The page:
This text presents an anthology of the best writing on fashion in the last century. It covers areas such as couture, the designer the cult of the label, the critics, art and fashion and major trends.
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Using extracts from novels, poems, memoirs and journalism, fashion historian Judith Watt explores the robust relationship between fashion and literature her provocative and witty anthology reveals how fashion is used to discuss social and sexual taboos, gender and sexuality, to evoke class sympathies and sexual antipathies, and to define and defy identity. More than a history of fashion, this is a study of social and cultural change in the 20th century.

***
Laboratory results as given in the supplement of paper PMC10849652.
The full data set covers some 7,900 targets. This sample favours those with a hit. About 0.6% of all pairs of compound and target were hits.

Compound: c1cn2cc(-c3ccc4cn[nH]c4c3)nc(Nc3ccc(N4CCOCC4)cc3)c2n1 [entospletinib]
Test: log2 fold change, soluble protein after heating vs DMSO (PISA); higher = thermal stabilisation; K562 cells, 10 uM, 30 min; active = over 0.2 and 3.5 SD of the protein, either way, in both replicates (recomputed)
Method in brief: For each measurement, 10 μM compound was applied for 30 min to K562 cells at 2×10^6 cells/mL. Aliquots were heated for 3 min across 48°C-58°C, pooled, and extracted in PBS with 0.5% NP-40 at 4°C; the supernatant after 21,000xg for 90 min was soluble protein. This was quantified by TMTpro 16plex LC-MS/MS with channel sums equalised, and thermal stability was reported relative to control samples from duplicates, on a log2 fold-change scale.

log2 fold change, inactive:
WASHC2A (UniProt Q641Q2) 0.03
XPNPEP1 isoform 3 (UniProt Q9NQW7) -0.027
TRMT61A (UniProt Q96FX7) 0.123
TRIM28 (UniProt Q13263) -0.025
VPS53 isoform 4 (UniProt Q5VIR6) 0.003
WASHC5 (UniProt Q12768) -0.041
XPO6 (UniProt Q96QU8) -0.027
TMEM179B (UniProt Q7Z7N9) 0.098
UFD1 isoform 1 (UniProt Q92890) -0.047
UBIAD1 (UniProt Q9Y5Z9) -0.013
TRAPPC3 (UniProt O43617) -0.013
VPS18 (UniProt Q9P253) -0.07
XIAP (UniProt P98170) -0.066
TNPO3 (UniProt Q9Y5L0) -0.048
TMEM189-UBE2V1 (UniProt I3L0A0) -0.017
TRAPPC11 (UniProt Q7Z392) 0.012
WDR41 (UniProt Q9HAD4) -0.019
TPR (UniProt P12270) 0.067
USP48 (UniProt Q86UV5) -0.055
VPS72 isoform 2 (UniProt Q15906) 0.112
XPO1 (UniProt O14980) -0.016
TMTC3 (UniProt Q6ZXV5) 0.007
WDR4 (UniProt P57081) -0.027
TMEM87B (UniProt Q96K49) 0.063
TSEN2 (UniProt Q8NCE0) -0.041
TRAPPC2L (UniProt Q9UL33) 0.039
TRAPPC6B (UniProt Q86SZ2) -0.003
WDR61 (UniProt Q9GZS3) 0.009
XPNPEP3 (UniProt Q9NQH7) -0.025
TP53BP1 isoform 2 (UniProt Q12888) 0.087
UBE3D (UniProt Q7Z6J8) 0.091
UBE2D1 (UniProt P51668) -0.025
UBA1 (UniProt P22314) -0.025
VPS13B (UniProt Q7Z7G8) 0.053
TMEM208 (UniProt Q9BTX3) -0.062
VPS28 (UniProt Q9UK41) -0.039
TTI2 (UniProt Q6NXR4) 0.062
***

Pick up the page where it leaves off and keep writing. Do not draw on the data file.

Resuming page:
The writers included are as diverse and surprising as the subjects they discuss: Franz Kafka and Daphne du Maurier use clothes to signify sexual imagery; George Orwell and John Mortimer describe the impact of clothing on the observer as well as the wearer; Elsa Schiaparelli and Christian Dior discuss the world of couture; Noel Coward and Hanif Kureishi write about men's fashion; Nancy Mitford and William Boyd make observations on British style; and Malcolm X and Molly Keane, Joan Smith and Malcolm McLaren both celebrate and deplore fashion.
Judith Watt has distilled this fascinating anthology from the words of novelists, diarists, poets and journalists, all of whom have used and abused fashion to reveal, revere and rebel.
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Book Description Penguin Books, 2000. Paperback. Book Condition: New. Bookseller Inventory # P110140277315